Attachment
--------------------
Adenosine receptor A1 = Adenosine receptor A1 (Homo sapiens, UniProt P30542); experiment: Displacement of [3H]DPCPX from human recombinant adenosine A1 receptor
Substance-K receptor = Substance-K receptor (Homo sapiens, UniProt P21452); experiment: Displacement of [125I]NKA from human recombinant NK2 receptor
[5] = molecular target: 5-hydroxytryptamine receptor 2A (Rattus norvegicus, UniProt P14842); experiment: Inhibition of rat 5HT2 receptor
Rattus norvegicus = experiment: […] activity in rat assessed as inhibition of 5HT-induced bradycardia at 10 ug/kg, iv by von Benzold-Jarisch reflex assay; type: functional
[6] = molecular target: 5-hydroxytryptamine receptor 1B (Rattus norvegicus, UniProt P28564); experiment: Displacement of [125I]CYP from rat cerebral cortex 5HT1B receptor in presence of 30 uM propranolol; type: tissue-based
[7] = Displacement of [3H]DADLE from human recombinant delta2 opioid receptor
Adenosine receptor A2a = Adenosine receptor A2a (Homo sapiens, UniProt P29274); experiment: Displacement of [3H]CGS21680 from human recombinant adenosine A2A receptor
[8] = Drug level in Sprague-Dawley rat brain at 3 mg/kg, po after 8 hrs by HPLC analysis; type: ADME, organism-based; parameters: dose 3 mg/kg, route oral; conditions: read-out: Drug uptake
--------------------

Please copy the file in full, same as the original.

Adenosine receptor A1 = Adenosine receptor A1 (Homo sapiens, UniProt P30542); experiment: Displacement of [3H]DPCPX from human recombinant adenosine A1 receptor
Substance-K receptor = Substance-K receptor (Homo sapiens, UniProt P21452); experiment: Displacement of [125I]NKA from human recombinant NK2 receptor
[5] = molecular target: 5-hydroxytryptamine receptor 2A (Rattus norvegicus, UniProt P14842); experiment: Inhibition of rat 5HT2 receptor
Rattus norvegicus = experiment: […] activity in rat assessed as inhibition of 5HT-induced bradycardia at 10 ug/kg, iv by von Benzold-Jarisch reflex assay; type: functional
[6] = molecular target: 5-hydroxytryptamine receptor 1B (Rattus norvegicus, UniProt P28564); experiment: Displacement of [125I]CYP from rat cerebral cortex 5HT1B receptor in presence of 30 uM propranolol; type: tissue-based
[7] = Displacement of [3H]DADLE from human recombinant delta2 opioid receptor
Adenosine receptor A2a = Adenosine receptor A2a (Homo sapiens, UniProt P29274); experiment: Displacement of [3H]CGS21680 from human recombinant adenosine A2A receptor
[8] = Drug level in Sprague-Dawley rat brain at 3 mg/kg, po after 8 hrs by HPLC analysis; type: ADME, organism-based; parameters: dose 3 mg/kg, route oral; conditions: read-out: Drug uptake